Teaching a rookie how to succeed in the NFL is enough of a challenge for most teams. The Seattle Seahawks, however, are teaching a rookie who hasn't played much football since eighth grade.
Oh, and he's a basketball player.
This should be interesting.
The rookie in question is George Fant, a former basketball player for Western Kentucky who made a few plays on special teams for the football team. An undrafted free agent, he's getting an audition at left tackle from the Seahawks, who see potential in the big man.
"He's a big body, long-armed guy, big body, athletic," offensive line coach Tom Cable told reporters this week. "Truthfully, he's probably more athletic than the typical tackle in this league. That's a positive. But so much to learn. He's on it, working his tail off and I like where he's at so far."
Fant looked as raw as it gets in his first preseason action, struggling against more experienced players. But he's not easily discouraged.
"I'm the type of person, I want to go as hard as I can and learn as much as I can as fast as I can," Fant said. "That's the process for that. The learning part is not done. I'm learning something new every day. That's my thing coming in every day. If something bad happens, it happens. I keep trying to learn something else, learn something that's going to fix what happened. That's my whole thing. Fix it. Not dwell on it, fix it."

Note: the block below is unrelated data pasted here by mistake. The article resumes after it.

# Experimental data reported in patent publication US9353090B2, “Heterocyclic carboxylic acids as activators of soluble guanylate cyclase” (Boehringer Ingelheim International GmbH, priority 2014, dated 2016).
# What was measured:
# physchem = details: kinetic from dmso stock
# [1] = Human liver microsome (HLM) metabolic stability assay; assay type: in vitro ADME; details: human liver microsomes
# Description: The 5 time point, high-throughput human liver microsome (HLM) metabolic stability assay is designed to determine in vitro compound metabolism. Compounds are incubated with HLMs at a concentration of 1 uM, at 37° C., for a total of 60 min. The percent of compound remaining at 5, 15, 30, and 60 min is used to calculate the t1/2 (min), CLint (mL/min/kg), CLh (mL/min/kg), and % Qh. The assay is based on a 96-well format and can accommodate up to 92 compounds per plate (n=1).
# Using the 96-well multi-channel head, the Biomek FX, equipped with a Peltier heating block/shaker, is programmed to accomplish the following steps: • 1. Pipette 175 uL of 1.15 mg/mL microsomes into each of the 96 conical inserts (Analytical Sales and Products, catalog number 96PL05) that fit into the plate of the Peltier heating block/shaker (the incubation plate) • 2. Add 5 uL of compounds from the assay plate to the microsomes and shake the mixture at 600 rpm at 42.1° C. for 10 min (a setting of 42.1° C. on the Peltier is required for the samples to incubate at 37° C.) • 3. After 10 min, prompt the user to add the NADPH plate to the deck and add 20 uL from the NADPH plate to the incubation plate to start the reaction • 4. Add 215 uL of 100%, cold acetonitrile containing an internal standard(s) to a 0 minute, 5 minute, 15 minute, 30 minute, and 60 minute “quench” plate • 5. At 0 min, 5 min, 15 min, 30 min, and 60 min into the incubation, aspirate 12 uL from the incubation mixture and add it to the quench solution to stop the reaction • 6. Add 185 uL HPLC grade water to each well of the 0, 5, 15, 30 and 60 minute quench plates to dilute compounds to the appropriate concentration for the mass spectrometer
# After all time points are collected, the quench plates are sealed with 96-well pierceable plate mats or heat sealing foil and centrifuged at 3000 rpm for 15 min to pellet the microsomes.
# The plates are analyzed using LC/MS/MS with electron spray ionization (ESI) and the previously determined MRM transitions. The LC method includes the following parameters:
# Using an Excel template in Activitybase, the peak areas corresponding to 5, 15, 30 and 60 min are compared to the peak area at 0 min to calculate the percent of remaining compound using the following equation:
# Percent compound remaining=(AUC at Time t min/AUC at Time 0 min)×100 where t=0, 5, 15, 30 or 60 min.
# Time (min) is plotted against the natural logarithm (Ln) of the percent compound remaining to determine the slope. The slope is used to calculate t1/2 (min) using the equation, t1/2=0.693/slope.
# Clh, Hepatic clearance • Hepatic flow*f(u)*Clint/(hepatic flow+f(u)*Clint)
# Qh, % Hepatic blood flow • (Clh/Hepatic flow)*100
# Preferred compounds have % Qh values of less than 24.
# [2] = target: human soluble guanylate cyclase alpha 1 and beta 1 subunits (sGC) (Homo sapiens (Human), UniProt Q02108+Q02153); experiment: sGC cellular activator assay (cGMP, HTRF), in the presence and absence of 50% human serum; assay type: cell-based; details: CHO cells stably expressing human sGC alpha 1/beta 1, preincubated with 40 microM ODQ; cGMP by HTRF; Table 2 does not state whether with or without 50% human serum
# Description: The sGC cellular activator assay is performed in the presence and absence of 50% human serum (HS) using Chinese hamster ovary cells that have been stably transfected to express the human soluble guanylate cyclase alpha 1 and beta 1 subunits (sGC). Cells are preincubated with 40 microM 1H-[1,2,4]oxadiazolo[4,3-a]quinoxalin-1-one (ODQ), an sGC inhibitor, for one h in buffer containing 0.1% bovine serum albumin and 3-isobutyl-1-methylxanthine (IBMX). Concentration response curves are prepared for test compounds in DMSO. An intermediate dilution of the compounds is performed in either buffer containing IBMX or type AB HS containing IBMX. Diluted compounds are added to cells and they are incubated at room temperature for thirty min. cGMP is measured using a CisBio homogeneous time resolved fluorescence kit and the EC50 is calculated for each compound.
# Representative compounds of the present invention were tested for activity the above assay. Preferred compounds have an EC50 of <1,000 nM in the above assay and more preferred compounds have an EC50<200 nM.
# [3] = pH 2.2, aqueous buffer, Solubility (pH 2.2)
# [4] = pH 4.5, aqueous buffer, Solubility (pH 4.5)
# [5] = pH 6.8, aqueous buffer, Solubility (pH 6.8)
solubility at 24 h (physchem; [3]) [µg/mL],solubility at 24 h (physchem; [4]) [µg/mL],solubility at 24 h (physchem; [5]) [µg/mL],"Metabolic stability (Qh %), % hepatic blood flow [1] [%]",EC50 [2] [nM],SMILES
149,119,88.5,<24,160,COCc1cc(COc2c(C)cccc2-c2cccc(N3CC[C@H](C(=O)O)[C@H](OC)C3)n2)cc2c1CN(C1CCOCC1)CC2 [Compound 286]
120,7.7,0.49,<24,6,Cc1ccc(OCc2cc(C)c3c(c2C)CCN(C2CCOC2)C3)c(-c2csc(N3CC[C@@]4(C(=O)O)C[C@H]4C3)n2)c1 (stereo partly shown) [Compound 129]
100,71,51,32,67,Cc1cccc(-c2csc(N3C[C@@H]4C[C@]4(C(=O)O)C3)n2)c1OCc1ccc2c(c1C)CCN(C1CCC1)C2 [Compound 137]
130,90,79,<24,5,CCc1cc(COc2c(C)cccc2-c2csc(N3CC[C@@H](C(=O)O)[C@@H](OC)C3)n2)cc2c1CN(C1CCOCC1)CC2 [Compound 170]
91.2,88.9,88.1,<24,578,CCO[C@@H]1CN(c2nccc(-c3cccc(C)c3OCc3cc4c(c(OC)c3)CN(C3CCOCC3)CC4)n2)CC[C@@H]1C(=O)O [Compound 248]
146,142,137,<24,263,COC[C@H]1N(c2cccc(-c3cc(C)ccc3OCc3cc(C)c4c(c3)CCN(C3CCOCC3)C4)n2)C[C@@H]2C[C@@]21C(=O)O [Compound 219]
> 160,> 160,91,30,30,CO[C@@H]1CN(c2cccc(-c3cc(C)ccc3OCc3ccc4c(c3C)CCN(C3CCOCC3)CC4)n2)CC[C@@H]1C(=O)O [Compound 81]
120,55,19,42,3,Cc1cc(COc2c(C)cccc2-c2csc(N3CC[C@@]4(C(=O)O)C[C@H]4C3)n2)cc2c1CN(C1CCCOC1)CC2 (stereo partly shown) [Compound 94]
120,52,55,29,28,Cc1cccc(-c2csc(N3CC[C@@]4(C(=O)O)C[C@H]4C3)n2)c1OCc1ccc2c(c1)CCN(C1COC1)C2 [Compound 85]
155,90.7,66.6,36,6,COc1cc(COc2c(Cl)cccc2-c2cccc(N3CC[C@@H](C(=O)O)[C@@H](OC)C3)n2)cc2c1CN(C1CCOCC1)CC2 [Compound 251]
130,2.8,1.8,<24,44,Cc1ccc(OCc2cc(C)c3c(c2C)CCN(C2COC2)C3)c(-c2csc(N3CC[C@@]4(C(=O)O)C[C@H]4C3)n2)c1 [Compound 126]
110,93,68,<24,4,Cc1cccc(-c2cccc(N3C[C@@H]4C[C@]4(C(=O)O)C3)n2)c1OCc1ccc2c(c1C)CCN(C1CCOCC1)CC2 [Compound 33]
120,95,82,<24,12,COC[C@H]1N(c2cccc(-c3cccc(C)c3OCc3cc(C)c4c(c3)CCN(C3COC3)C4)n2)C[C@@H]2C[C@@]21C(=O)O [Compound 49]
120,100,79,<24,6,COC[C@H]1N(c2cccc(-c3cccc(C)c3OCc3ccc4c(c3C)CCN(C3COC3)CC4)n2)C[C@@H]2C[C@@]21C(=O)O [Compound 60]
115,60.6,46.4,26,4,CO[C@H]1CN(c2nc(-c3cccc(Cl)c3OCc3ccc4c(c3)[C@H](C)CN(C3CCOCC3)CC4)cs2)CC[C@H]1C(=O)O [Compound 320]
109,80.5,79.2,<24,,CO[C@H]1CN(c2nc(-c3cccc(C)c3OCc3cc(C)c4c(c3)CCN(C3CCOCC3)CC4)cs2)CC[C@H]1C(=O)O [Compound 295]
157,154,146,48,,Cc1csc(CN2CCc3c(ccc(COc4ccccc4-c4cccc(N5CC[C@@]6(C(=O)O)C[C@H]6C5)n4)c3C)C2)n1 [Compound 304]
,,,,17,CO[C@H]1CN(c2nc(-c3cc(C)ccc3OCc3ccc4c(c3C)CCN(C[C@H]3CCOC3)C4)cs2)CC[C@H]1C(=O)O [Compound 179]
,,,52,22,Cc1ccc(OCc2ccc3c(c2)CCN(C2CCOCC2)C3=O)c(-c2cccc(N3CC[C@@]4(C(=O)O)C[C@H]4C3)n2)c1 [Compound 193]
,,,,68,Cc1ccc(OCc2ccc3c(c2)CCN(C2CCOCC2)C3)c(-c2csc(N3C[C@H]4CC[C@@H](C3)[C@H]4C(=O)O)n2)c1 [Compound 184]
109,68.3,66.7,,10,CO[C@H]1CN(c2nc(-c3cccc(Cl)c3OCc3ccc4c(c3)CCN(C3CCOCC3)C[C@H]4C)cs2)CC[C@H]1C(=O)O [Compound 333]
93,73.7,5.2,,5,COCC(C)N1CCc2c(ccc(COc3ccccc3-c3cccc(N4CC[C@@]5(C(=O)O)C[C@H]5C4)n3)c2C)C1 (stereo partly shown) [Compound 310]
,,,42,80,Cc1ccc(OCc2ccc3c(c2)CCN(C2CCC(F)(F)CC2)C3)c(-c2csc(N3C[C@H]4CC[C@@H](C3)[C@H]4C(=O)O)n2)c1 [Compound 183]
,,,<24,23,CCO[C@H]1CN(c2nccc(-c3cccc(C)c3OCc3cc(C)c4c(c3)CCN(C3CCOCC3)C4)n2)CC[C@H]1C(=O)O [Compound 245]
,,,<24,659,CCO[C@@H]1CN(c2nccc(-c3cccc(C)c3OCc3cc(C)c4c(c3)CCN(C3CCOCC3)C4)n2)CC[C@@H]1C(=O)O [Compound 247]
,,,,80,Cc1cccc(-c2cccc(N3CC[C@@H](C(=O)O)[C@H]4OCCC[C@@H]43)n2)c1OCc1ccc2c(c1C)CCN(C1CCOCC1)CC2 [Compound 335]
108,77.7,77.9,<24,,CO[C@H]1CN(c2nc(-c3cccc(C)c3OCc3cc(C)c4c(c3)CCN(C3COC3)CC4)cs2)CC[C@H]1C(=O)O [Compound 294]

Fant was in for 44 plays Saturday, second-most of any offensive lineman. He's likely to get another significant chunk of playing time Thursday against the Vikings as Seattle continues to assess Fant's potential. He seems a prime candidate to land on a practice squad and develop.
He wouldn't be the first former college basketball player to make it in the NFL. Tony Gonzalez, Antonio Gates and Julius Thomas all became Pro Bowl tight ends.
But Fant admittedly has a long way to go.
"It's almost like you would do with young kids, just kind of start them from the very beginning," Cable said. "Which is to get them in the right stance, tell them what they should see with their eyes, what their hands are for, how they fit into the scheme, and then you keep working fundamentally to keep their body down and teach them to play with the speed and violence you need to play this game."
The Associated Press contributed to this report.